Bank of Mexico

Claire Jones

Davos is not as important an event on the calendars of central bankers as the IMF/World Bank meetings or the Bank for International Settlements Annual General Meeting. Neither the Bank of England nor the Federal Reserve will be bothering to send anyone, for instance.

But there are still plenty of Davos men (and one woman) among the senior ranks of the profession. 

Claire Jones

Our week ahead email helps you track the most important events in central banking. To see all of our emails and alerts visit www.ft.com/nbe

BofE

The Bank of England’s financial (in?)stability report is due out on Thursday. 

Claire Jones

Our week ahead email will help you to track the most important events in the central banking world. To see all of our emails and alerts visit www.ft.com/nbe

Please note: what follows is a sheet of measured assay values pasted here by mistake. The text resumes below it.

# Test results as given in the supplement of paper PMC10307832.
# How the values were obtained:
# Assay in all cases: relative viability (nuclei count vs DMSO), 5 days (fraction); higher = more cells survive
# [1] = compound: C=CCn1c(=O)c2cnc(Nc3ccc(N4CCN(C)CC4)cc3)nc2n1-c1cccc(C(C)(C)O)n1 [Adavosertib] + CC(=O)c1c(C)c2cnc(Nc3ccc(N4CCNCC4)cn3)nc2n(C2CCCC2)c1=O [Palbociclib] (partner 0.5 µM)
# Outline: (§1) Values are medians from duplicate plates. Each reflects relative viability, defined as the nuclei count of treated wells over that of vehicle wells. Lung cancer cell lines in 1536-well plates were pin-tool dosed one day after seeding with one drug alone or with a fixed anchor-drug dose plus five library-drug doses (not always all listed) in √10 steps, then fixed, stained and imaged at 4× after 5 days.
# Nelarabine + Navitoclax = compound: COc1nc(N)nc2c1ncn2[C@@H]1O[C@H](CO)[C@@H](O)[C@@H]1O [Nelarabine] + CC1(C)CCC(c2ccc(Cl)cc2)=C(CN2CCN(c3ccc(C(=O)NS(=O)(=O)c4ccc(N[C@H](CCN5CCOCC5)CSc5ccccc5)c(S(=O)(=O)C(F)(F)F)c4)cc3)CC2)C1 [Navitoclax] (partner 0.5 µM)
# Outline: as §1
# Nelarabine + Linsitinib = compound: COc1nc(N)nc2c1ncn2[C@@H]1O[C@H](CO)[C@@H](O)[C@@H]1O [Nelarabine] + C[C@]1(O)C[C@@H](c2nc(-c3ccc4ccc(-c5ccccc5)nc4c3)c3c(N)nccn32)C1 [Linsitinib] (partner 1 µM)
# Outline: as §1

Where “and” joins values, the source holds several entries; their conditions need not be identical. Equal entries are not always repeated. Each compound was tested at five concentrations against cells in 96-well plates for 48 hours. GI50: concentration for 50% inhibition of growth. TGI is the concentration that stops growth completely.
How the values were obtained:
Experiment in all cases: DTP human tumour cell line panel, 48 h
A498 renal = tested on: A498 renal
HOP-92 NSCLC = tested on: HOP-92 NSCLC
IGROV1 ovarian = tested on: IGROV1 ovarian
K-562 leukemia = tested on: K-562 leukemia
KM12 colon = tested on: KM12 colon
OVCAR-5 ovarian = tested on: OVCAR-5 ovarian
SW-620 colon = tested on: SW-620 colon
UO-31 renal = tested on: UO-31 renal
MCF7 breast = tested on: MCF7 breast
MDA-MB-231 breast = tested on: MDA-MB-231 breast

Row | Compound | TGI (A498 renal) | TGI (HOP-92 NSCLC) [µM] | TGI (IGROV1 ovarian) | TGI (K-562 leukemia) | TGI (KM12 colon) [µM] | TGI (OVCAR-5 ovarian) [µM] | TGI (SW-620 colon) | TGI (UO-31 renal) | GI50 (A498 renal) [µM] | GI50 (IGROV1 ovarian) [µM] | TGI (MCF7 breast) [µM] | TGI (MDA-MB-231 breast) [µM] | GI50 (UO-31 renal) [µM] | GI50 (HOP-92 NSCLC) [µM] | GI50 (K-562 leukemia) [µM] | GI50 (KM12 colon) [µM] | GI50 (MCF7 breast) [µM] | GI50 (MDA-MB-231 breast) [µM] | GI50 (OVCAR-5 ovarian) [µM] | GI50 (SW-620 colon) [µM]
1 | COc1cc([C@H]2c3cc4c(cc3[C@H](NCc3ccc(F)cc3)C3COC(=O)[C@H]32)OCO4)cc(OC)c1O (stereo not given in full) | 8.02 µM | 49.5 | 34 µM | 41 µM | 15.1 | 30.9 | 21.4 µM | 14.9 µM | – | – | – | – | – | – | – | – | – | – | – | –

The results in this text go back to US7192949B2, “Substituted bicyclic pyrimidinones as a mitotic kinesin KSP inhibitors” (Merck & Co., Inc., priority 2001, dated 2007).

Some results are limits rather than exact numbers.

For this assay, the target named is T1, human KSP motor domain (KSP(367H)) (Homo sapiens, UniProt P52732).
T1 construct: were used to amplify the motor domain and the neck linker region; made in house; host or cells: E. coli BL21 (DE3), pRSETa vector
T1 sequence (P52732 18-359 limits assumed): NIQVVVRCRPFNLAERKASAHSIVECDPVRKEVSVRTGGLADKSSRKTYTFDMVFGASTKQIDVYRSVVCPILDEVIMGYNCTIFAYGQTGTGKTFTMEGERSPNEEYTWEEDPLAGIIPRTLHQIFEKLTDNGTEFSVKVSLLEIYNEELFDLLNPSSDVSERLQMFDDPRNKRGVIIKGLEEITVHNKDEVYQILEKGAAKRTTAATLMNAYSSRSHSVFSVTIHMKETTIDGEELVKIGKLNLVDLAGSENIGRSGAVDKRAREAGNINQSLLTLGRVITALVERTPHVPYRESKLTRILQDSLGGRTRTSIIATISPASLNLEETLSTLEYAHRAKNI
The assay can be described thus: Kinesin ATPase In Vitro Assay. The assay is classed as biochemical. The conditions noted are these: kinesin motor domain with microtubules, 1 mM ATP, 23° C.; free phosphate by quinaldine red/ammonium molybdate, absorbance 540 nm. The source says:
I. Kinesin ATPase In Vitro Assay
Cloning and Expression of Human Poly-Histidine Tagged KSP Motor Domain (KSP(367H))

The Federal Open Market Committee’s minutes are out on Wednesday for its late September meeting, where the majority backed Operation Twist, at 14.00 DC time (18:00 GMT). 

Simone Baribeau

I called the end too soon. The Argentine central bank fiasco has clearly outlived Martín Redrado stepping aside. In an unexpected twist, a presidential ally was chosen to head the country’s central bank.

From tomorrow’s paper… 

Simone Baribeau

The Senate has confirmed Agustín Carstens, Mexico’s finance minister, as its next central banker, less than a week after Mexican President Felipe Calderón nominated him to the post.

Mr Carstens will take the post on January 1. His confirmation comes the day after Standard and Poor’s downgraded Mexico’s government debt to BBB, highlighting concerns on the country’s diminishing oil production prospects and expectations for weak overall growth. 

Adam Thomson of the Financial Times writes about the political implications of Mexico’s newly nominated central bank governor